Celebrating Labour Day Every Day

by Rob Cleveland on September 3, 2013

How did you spend your Labour Day? Many of us across this great and diverse nation enjoyed the weekend with family and friends at backyard barbecues, camp sites, small-town parades, below brilliant firework displays, or catching a CFL game.

Labour Day has been celebrated by Canadian workers since the 1880s, officially recognized as the first Monday of September in 1894 by Prime Minister John Thompson. The day has been mired in controversy as much as it has been celebrated at community parades. It started in 1872 with a protest for a shorter work week—a protest that ended in many landing in jail and losing their jobs.

That was then, but what about now?

In 2013, many of us revel in the reality that a typical workweek is recognized as eight hours per day and forty hours in a week. Any hours worked beyond that is usually paid at overtime rates. In addition to these modern-day workweeks, many workers now enjoy benefit packages that cover trips to the local pharmacy or dentist, retirement packages, and more.

It is undeniable that thousands of Canadians still work in less than ideal conditions. These people are often very hard-working, dedicated employees. Yet, their employers leave something to be desired—paying little to no overtime, rarely referring to labour standards, and cultivating cultures in which workers have no immunity from violence or abuse. These unscrupulous employers know they hold the power over a marginalized workforce. In most situations, it is a race to the bottom to provide us with the cheapest goods and services we desire. In this realm, homage is rarely paid to the respect and dignity deserved by every worker.

These workers, like tens of millions of workers around the world, have limited access to collective representation. But they’re the ones that most desperately need it.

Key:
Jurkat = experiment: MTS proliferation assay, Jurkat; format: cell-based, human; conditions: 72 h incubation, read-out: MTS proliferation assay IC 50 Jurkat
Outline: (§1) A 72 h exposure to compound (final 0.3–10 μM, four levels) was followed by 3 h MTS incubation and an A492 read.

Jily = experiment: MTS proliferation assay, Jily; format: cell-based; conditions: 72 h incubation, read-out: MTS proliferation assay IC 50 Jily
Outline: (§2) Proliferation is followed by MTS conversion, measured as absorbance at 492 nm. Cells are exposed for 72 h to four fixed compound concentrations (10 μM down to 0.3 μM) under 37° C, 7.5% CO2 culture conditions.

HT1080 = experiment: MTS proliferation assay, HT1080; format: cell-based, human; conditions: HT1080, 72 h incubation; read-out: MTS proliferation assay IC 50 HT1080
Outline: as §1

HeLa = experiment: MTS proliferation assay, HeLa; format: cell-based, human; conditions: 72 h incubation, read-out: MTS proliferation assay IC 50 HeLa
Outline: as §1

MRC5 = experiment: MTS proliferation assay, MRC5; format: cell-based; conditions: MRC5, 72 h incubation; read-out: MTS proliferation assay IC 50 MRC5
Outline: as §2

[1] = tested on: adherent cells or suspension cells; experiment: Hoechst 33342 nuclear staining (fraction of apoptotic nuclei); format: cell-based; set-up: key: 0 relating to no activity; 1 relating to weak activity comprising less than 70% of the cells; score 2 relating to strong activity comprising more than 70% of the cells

Today, unionism is under direct threat in North America. Some states within the US have passed right-to-work legislation, which is an offensive way of masquerading business-friendly diatribes as calls to “free” unionized employees from the chains of their unions. It is nothing more than union-busting legislation that threatens to set back the labour movement over a hundred years.

In recent times, Canada has witnessed similar ideas propagated by groups like Ontario’s Tim Hudak and the Progressive Conservative Party. Such musings, for example, are contained in his party’s little-read white paper, an antiquated and baseless call for the end—or severe reduction—of unionism.

Some people quip that unions served their purpose to the labour movement throughout the twentieth century, but that in 2013, they are more or less irrelevant. Everything that was possible to achieve on behalf of the worker has been obtained. In other words, there is nothing left for unions to do.

Nothing could be further from the truth. Unions are more relevant today than ever before. Not only do unions feed progress on behalf of their membership, but non-union employees migrating between these sectors become more knowledgeable and better educated about their rights. Wage rates and benefit packages continue to increase on the coattails of unionisms’ achievements as unions uphold both their collective agreements and the provincial and federal legislation pertaining to Canadian workers’ rights.

Employment standards, acts, and regulations across Canada, as well as the thousands of collective bargaining agreements representing millions of Canadians, are nothing more than ink on paper unless enforced. Unions, their representatives, and stewards, remain the stalwart guardians of those words, interpreting and applying laws, regulations, and articles as the situation demands, to the betterment of all workers.

Some argue that individual workers are far more capable of cutting their own deal with their employer, which will be of more benefit to that individual than any collective agreement. Such a statement holds a modicum of truth for only a slim minority. Unions, however, are continuously concerned with moving all workers forward together to improve wages, benefits, working conditions, training, and safety and fostering a strong sense of workplace community. After all, most of our work, while comprised of individual efforts, is a collective effort.

Let’s appreciate the gains that we have achieved as a collective every day, with an eye on the substantial work that remains to improve our workplaces and the communities in which we live and work. And remember those who are less fortunate by filling charities’ coffers with bounty we’ve gained through progressive unionism.


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